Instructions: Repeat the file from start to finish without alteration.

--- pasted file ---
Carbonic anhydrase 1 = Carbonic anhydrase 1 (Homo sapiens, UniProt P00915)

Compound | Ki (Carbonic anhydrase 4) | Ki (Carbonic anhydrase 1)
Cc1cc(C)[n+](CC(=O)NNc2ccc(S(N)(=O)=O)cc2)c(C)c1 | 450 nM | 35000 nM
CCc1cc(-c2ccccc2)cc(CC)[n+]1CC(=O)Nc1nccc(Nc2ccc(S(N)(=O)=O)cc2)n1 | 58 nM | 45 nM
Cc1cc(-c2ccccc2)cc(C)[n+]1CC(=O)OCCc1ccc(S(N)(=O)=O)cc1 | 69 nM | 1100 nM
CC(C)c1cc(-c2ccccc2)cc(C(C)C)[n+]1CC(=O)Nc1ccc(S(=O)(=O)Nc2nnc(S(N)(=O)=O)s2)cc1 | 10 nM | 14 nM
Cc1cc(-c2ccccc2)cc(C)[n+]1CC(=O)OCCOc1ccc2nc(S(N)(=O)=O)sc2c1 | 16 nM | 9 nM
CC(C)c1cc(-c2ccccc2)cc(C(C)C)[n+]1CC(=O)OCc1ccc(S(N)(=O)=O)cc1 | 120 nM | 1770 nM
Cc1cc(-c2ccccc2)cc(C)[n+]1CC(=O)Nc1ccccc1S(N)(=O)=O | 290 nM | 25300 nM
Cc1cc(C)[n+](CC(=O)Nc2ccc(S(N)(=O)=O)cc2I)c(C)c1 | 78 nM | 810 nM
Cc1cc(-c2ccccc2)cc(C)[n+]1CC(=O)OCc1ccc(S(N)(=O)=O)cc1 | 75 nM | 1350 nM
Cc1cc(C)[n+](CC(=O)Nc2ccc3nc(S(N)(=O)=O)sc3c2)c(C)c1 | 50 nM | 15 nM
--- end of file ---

Carbonic anhydrase 1 = Carbonic anhydrase 1 (Homo sapiens, UniProt P00915)

Compound | Ki (Carbonic anhydrase 4) | Ki (Carbonic anhydrase 1)
Cc1cc(C)[n+](CC(=O)NNc2ccc(S(N)(=O)=O)cc2)c(C)c1 | 450 nM | 35000 nM
CCc1cc(-c2ccccc2)cc(CC)[n+]1CC(=O)Nc1nccc(Nc2ccc(S(N)(=O)=O)cc2)n1 | 58 nM | 45 nM
Cc1cc(-c2ccccc2)cc(C)[n+]1CC(=O)OCCc1ccc(S(N)(=O)=O)cc1 | 69 nM | 1100 nM
CC(C)c1cc(-c2ccccc2)cc(C(C)C)[n+]1CC(=O)Nc1ccc(S(=O)(=O)Nc2nnc(S(N)(=O)=O)s2)cc1 | 10 nM | 14 nM
Cc1cc(-c2ccccc2)cc(C)[n+]1CC(=O)OCCOc1ccc2nc(S(N)(=O)=O)sc2c1 | 16 nM | 9 nM
CC(C)c1cc(-c2ccccc2)cc(C(C)C)[n+]1CC(=O)OCc1ccc(S(N)(=O)=O)cc1 | 120 nM | 1770 nM
Cc1cc(-c2ccccc2)cc(C)[n+]1CC(=O)Nc1ccccc1S(N)(=O)=O | 290 nM | 25300 nM
Cc1cc(C)[n+](CC(=O)Nc2ccc(S(N)(=O)=O)cc2I)c(C)c1 | 78 nM | 810 nM
Cc1cc(-c2ccccc2)cc(C)[n+]1CC(=O)OCc1ccc(S(N)(=O)=O)cc1 | 75 nM | 1350 nM
Cc1cc(C)[n+](CC(=O)Nc2ccc3nc(S(N)(=O)=O)sc3c2)c(C)c1 | 50 nM | 15 nM